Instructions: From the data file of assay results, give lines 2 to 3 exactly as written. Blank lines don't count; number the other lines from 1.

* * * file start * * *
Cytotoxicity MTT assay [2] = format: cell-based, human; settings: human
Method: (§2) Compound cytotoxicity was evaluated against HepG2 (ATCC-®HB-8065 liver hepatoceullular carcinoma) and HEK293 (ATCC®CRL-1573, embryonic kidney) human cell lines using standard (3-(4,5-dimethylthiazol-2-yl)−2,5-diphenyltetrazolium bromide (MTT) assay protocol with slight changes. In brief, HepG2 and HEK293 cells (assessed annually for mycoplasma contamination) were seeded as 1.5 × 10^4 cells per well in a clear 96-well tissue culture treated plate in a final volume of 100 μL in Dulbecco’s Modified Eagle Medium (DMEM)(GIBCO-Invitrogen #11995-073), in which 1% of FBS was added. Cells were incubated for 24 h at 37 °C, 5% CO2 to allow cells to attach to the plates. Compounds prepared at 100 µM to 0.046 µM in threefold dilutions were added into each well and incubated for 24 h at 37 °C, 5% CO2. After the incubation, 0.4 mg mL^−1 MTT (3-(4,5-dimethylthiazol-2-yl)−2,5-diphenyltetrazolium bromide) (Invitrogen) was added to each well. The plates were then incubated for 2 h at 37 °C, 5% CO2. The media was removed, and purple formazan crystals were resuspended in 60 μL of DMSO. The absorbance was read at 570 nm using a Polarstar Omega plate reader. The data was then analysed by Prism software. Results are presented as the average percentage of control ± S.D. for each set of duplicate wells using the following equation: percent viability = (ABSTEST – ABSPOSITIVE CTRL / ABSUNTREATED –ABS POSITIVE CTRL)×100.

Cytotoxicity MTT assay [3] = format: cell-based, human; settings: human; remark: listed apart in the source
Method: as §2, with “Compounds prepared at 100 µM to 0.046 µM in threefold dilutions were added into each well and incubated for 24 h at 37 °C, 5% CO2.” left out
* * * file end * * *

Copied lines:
Method: (§2) Compound cytotoxicity was evaluated against HepG2 (ATCC-®HB-8065 liver hepatoceullular carcinoma) and HEK293 (ATCC®CRL-1573, embryonic kidney) human cell lines using standard (3-(4,5-dimethylthiazol-2-yl)−2,5-diphenyltetrazolium bromide (MTT) assay protocol with slight changes. In brief, HepG2 and HEK293 cells (assessed annually for mycoplasma contamination) were seeded as 1.5 × 10^4 cells per well in a clear 96-well tissue culture treated plate in a final volume of 100 μL in Dulbecco’s Modified Eagle Medium (DMEM)(GIBCO-Invitrogen #11995-073), in which 1% of FBS was added. Cells were incubated for 24 h at 37 °C, 5% CO2 to allow cells to attach to the plates. Compounds prepared at 100 µM to 0.046 µM in threefold dilutions were added into each well and incubated for 24 h at 37 °C, 5% CO2. After the incubation, 0.4 mg mL^−1 MTT (3-(4,5-dimethylthiazol-2-yl)−2,5-diphenyltetrazolium bromide) (Invitrogen) was added to each well. The plates were then incubated for 2 h at 37 °C, 5% CO2. The media was removed, and purple formazan crystals were resuspended in 60 μL of DMSO. The absorbance was read at 570 nm using a Polarstar Omega plate reader. The data was then analysed by Prism software. Results are presented as the average percentage of control ± S.D. for each set of duplicate wells using the following equation: percent viability = (ABSTEST – ABSPOSITIVE CTRL / ABSUNTREATED –ABS POSITIVE CTRL)×100.

Cytotoxicity MTT assay [3] = format: cell-based, human; settings: human; remark: listed apart in the source